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Catalog Number 1983.230.001
Description Mantilla, n.d. Black tulle netting with solid cotton floral/botanic design with looped edging. Scalloped edges. Center portion folded over and tacked down.
Object Name Mantilla
Collection 3D - Clothing
Title Mantilla, n.d.
Date n.d.
Creator Unknown
Role Fiber Artist
Inscription Text none
Provenance
Notes " Spain is a country of traditions, some are retained and others lost. But, undoubtedly, an important tradition, that is few times used is The Mantilla. Possibly the origin of this little blanket back to the time of the Iberians, that it was customary for women to cover their heads with veils or cloaks. Later, during the Middle Ages, it was still employed in the Iberian peninsula touched different head coverings.

In the seventeenth century, it was common to use the blanket and lace as well as the distinctive garment of cloth and silk. However, its use is not widespread among women of high position well into the eighteenth century, as seen in numerous paintings by Francisco de Goya, which is used much less than formerly, is La Mantilla. His older roots, however, was reached in the nineteenth century's predilection powered by Isabel II of Spain towards her. Currently the Queen Sofia and her daughters also used to take it when they dressed in elegance.

In the twentieth century, the Mantilla was losing popularity except in some regions such as Madrid, Valencia and Andalusia, where it soon disappeared. Currently, its use has been restricted to certain events like Easter processions, offerings of flowers at parties, weddings with elegance.

We know that the original use of the Mantilla was as an ornamental piece in the wardrobe woman. But this piece evolved and its evolution was marked by social, religious and even weather. The latter was visible in the type of preparation. In the North, woven fabrics were used, with a clear purpose: to serve warm. In the south, tissues were used for purely ornamental purposes, such as silk.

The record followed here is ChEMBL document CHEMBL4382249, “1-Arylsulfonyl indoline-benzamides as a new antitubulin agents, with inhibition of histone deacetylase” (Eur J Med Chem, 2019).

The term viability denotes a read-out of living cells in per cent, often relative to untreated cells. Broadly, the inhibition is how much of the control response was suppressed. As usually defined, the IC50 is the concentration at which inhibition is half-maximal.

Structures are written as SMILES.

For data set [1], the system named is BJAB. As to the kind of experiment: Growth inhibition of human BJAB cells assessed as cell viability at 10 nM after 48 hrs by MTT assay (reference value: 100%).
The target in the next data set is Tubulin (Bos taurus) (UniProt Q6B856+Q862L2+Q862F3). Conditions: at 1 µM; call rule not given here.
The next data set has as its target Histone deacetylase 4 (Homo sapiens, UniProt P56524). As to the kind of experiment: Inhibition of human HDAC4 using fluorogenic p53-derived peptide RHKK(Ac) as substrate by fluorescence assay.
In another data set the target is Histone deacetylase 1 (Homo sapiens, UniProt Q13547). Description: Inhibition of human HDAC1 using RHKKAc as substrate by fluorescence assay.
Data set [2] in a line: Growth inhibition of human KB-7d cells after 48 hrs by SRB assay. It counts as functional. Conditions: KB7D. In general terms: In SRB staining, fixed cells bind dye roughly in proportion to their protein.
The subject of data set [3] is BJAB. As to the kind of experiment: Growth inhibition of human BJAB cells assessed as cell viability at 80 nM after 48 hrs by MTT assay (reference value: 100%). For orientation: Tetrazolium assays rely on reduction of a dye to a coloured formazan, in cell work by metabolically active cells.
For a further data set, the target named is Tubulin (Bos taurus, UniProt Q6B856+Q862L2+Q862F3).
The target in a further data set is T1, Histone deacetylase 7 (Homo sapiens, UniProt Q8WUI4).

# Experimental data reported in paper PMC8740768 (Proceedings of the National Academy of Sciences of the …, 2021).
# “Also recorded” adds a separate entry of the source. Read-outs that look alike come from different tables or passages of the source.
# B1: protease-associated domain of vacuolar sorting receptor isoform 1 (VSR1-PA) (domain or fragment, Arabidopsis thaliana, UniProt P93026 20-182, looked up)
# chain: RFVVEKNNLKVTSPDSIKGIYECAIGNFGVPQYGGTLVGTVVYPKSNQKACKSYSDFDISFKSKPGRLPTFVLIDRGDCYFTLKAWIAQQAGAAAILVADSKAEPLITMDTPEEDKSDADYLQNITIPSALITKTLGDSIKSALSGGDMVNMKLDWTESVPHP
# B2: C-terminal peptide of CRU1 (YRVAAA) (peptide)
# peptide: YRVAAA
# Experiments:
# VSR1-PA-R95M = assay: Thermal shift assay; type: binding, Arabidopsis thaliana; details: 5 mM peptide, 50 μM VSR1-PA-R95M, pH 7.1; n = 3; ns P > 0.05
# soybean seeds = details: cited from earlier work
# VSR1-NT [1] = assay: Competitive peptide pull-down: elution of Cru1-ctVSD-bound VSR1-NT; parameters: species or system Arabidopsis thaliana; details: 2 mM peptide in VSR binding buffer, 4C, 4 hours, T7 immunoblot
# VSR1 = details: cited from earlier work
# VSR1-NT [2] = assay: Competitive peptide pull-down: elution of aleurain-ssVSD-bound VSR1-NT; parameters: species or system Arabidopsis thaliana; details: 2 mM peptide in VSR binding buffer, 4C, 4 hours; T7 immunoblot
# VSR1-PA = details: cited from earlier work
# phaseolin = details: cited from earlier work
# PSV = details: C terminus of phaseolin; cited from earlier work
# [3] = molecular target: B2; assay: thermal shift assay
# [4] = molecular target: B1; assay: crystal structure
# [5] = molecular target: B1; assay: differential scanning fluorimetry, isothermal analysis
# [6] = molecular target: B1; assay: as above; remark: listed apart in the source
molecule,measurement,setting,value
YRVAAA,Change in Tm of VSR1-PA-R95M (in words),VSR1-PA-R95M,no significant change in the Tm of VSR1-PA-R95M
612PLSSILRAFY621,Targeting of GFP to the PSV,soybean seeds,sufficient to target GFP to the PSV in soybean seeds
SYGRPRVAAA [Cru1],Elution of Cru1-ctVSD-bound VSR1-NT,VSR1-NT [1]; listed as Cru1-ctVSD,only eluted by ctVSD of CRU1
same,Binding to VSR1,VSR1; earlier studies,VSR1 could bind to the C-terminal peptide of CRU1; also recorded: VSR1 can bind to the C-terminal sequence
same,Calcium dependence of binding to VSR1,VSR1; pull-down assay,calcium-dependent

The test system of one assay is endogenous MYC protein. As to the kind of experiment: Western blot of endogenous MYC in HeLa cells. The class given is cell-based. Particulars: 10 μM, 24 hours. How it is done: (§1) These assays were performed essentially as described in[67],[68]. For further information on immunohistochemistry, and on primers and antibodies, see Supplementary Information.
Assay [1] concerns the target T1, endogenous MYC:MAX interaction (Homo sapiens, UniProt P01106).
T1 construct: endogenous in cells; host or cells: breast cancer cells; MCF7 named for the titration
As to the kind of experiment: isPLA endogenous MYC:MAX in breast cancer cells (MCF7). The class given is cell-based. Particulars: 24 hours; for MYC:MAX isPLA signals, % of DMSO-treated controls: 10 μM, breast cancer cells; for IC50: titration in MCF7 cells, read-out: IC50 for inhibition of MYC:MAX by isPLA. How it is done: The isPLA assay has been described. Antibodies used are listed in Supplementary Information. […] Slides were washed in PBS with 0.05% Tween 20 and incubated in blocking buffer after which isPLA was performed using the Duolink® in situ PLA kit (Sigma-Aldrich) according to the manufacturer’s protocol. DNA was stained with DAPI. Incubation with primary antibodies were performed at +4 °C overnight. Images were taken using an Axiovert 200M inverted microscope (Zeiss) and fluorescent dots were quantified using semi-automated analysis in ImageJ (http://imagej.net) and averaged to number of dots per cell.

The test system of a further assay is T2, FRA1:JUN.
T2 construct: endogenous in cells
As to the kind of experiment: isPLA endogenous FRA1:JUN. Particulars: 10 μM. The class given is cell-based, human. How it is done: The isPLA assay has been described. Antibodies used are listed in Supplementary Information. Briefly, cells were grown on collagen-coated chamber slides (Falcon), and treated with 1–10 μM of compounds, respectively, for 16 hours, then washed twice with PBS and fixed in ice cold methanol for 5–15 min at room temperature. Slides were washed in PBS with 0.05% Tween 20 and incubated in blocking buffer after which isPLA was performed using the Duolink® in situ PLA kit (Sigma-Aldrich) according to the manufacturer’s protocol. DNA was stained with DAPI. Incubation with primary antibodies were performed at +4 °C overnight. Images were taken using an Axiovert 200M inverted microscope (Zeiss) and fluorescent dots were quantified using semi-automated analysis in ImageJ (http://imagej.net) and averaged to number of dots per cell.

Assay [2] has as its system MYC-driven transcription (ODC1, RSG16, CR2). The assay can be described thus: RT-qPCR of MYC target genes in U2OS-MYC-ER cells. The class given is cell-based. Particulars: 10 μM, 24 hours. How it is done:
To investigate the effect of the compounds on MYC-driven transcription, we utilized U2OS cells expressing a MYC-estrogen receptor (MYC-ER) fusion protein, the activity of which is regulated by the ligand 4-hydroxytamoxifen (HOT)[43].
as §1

Early, uses of the Mantilla were between people. Were not used by the upper classes or Aristocracy. They were used more as a blanket coat as an ornamental garment, without using the comb.

In the early seventeenth century, began an evolution of the Mantilla giving way to a more ornamental piece in the women's locker room, to replace gradually the lace cloth. Little by little, starts to spread the use of this garment as an ornament, but would have to wait until well into the eighteenth century that the blanket begins to be used for the upper classes.

The Queen Elizabeth II (1833-1868), very fond of the use of headdresses and tiaras, begins to popularize the use of the Mantilla, custom soon adopt women closest to her. Courtesans and higher social strata ladies begin to use this piece in various social events, which contributes largely to give a distinguished air, as it has come down to us (although its use is very limited and little generalized).

Its use has a clear setback, with the death of the sovereign, while maintaining a certain rootedness in the center and south of Spain. As we can see, it remains its use in places where the use has nothing to do as warmer clothes but merely ornamental. Even today this custom lasts and is easier to see Mantillas in the center or south of our country in the north.

The reduced use of the Mantilla in following times of the reign of Isabel II, has, among other reasons, its origin in the use of other customs imposed by the new monarchs. A remarkable fact is known as "the conspiracy of the Mantillas": a form of protest by the Spanish women against the new foreign customs that seemed to want to impose the King Amadeo I of Spain (Amadeo of Saboya 1845-1890) and his wife Maria Victoria. Amadeo I abdicated the throne of Spain after a short time (about three years), due to the "lawlessness" of the Spaniards.

In the late nineteenth and early twentieth century, the Mantilla still a piece of "everyday" use event and it begins its decline. Just a little "Mantilla", that usually use the ladies in the church, which was known as "shawl" (handkerchief, usually triangular, that women are placed in the head) is preserved. We can indicate that it is a "reduced" version of the Mantilla, dressing without comb.

Currently, the Mantilla can be seen, almost exclusively, in bulls, Holy Week and weddings. It is not easy to see it in other events or ceremonies…" [https://www.eyeonspain.com/blogs/luislopezcortijo/12336/The-Mantilla-a-very-Spanish-tradition.aspx 4/3/2017]
Dimensions H-10.625 W-73.5 inches
Medium Textile
Search Terms Spanish
Women's Fashion
Women's Fashion Accessories
Subjects Clothing & dress